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I'm a french student, I'm actually not sure this is the good place to ask my question but as it deals with the nuclear fission I try here... don't hesitate to tell me if there is a better forum... thx..

well, I'm trying to solve numerically the Langevin equation, initially for the brownian motion, it is also used in nuclear physics as you probably know, to describe the fission of nuclei...

the Langevin equation is :

[tex]\ddot{x}+\beta \dot{x} + \frac{1}{m}\frac{\partial U}{\partial x} = \Gamma(t)[/tex]

where [tex]\beta=\frac{\gamma}{m}[/tex] is a friction term (from a stocke's law) divided by the mass of the brownian particle. (so [tex]\beta[/tex] is [tex]s^{-1}[/tex])

[tex]U(x)[/tex] is an extern potential

and [tex]\Gamma(t)[/tex] is a stochastic force divided my the mass.

well, now I decide, as Kramers did, to tell that my potential U is represented by two parabolas as you can see on http://nicolas.aunai.free.fr/courb.htm [Broken]

I call B the height of the maximum, and [tex]x_b[/tex] the correspondant X-coordonnate (assuming that the minimum will be at x=0)

I decide that B will be my caracteristic energy for the problem, and [tex]x_b[/tex] my caracteristc length.

I want, in order to solve my equation numerically, to write it without dimension, so I introduce the following new variables :

[tex]Q = \frac{x}{x_b}[/tex]

[tex]\Pi = \frac{U}{B}[/tex]

[tex]t'=\omega t[/tex] where [tex]\omega[/tex] is the caracteristic pulsation of my parabolas

i.e. the equations of the parabolas are :

[tex]U_1(x)=\frac{1}{2}m\omega^2 x^2[/tex] for [tex]x<x_0[/tex]

[tex]U_2(x)=-\frac{1}{2}m\omega^2(x-x_b)^2 + B[/tex] for [tex]x>x_0[/tex]

assuming the continuity of the potential, the functions and the derivatives shoud be equal between them at [tex]x_0[/tex] the junction point. these conditions give us the height B which is equals to :

[tex]\frac{1}{4}m\omega^2 x_b^2[/tex]

well now we have to re-write the langevin equation, replacing by the new variables... and here began my problems....

[tex]\ddot{x}+\beta \dot{x} + \frac{1}{m}\frac{\partial U}{\partial x} = \Gamma(t)[/tex]

[tex]\dot{x}[/tex] means [tex]\frac{dx}{dt}[/tex], so since we have [tex]t'=\omega t[/tex], the derivation by t' gives us an [tex]\omega[/tex]

[tex]\omega^2 x_b\ddot{Q}+\beta \omega x_b \dot{Q} + \frac{B}{m}\frac{\partial \Pi}{\partial Q} \frac{\partial Q}{\partial x} = \Gamma(t)[/tex]

we know that [tex]\frac{\partial Q}{\partial x} = \frac{1}{x_b}[/tex]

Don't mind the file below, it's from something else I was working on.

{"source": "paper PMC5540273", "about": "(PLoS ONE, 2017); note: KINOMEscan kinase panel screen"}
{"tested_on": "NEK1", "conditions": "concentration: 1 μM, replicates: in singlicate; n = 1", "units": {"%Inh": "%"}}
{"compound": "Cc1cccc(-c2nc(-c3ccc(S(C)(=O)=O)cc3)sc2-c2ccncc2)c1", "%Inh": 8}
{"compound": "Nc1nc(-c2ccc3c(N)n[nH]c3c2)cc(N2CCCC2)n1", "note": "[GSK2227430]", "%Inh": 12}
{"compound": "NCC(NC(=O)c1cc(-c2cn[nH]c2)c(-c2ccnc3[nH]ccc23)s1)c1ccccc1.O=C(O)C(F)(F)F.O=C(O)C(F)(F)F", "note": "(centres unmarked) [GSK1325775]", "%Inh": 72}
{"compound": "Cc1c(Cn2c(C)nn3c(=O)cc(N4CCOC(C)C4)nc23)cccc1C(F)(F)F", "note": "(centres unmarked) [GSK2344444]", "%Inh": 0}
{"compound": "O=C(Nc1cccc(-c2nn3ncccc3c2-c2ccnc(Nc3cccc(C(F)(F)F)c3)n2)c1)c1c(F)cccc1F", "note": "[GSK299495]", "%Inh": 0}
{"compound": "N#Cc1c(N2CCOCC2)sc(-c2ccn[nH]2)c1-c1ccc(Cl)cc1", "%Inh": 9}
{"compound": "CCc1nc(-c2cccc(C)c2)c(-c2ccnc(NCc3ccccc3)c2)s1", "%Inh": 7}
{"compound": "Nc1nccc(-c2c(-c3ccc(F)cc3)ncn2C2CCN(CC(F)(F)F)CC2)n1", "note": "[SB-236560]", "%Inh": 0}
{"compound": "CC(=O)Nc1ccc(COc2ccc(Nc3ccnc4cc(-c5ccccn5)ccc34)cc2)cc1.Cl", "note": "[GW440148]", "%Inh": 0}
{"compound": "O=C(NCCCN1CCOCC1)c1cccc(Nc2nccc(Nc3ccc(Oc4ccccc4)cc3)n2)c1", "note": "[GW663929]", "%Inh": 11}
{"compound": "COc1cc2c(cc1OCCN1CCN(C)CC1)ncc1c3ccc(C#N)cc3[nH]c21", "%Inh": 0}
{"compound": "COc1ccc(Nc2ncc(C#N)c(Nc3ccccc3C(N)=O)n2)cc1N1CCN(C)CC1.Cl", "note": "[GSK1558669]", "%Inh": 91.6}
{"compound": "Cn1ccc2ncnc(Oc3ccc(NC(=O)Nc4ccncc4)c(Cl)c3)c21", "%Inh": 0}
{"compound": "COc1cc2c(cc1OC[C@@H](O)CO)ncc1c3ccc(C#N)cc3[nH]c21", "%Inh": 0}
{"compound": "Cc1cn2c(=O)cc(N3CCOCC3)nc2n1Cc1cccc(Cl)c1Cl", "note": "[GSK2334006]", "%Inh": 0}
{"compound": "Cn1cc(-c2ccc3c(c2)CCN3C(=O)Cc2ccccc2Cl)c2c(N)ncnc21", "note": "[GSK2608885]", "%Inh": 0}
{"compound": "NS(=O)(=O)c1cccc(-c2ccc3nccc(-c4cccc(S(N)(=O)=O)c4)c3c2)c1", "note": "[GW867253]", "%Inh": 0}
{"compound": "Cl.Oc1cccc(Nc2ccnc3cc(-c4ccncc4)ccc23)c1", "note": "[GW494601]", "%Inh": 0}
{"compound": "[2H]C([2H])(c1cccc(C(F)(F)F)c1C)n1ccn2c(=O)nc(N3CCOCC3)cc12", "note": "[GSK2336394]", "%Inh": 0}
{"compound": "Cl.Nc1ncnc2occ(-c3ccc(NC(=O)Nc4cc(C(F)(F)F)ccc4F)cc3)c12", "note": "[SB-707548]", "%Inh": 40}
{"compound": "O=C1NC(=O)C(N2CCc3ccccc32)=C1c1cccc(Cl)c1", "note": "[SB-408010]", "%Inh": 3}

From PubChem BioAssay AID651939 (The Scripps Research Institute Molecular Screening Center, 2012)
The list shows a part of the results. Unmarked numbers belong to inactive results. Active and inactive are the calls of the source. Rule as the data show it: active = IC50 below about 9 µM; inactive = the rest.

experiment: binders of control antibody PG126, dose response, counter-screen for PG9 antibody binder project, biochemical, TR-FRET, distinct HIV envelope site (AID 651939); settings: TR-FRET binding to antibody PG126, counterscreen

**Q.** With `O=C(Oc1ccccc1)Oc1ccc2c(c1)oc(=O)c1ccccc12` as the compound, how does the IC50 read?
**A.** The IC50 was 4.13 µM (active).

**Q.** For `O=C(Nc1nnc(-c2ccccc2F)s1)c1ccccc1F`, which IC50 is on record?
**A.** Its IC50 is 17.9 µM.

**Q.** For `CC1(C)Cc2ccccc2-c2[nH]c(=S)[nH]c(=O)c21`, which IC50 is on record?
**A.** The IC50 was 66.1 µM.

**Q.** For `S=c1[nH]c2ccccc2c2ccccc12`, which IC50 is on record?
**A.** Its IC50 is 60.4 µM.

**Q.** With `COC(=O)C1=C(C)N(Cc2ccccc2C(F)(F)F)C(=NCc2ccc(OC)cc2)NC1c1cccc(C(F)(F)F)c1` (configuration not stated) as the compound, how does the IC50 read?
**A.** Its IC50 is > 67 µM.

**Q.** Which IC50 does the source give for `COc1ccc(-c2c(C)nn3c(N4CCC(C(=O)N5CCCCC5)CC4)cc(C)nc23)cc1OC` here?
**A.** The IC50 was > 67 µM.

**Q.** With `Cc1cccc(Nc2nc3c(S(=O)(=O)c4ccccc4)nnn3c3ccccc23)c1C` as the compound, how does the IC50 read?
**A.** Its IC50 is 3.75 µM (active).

so we have :

[tex]\omega^2 x_b\ddot{Q}+\beta \omega x_b \dot{Q} + \frac{B}{mx_b}\frac{\partial \Pi}{\partial Q}= \Gamma(t)[/tex]

and with the B value we have :

[tex]\omega^2 x_b\ddot{Q}+\beta \omega x_b \dot{Q} + \frac{\omega^2 x_b}{4}\frac{\partial \Pi}{\partial Q}= \Gamma(t)[/tex]

finally, dividing by [tex]\omega^2 x_b[/tex] we obtain :

[tex]\ddot{Q}+\frac{\beta}{\omega}\dot{Q} + \frac{1}{4}\frac{\partial \Pi}{\partial Q}= \frac{1}{\omega^2 x_b}\Gamma(t)[/tex]

which I think is almost the result that I'm looking for.. since the first term is without dimention, [tex]\frac{\beta}{\omega}[/tex] is without dimension too, and the third term too..

my problem is the stochastic term...

now I don't know how to do with it.... if you have an idea...

I now, that the autocorrelation function of the Langevin Force is :

[tex]<\Gamma(t)\Gamma(t')> = 2\beta T \delta(t_1-t_2)[/tex]

since [tex]t_i = \frac{t_i'}{\omega}[/tex], can I write the following equation :

[tex]<\Gamma(t)\Gamma(t')> = 2\beta T \delta(\frac{t_1'}{\omega}-\frac{t_2'}{\omega})[/tex]

and with [tex]\delta(a x)=\frac{1}{a}\delta(x)[/tex]

I find :

[tex]<\Gamma(t)\Gamma(t')> = 2\omega \beta T \delta(t_1'-t_2')[/tex]

so [tex]\Gamma(t)[/tex] should be proportionnal to [tex]\sqrt{(2\omega\beta T \delta(t_1'-t_2'))}[/tex]

in the nuclear system, k (the Boltzmann constant) is equal to 1, so we can also introduce the new variable :

[tex]\Theta=\frac{T}{B}[/tex]

so we can put it in our relation :

[tex]\Gamma(t)\ \ \ \alpha\ \ \ \sqrt{(2\omega\beta B\Theta\delta(t_1'-t_2'))}[/tex]

well... I'm not sure where I'm going with this... can someone help me ?

thanks !

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# Simulation of the fission as a stochastic process

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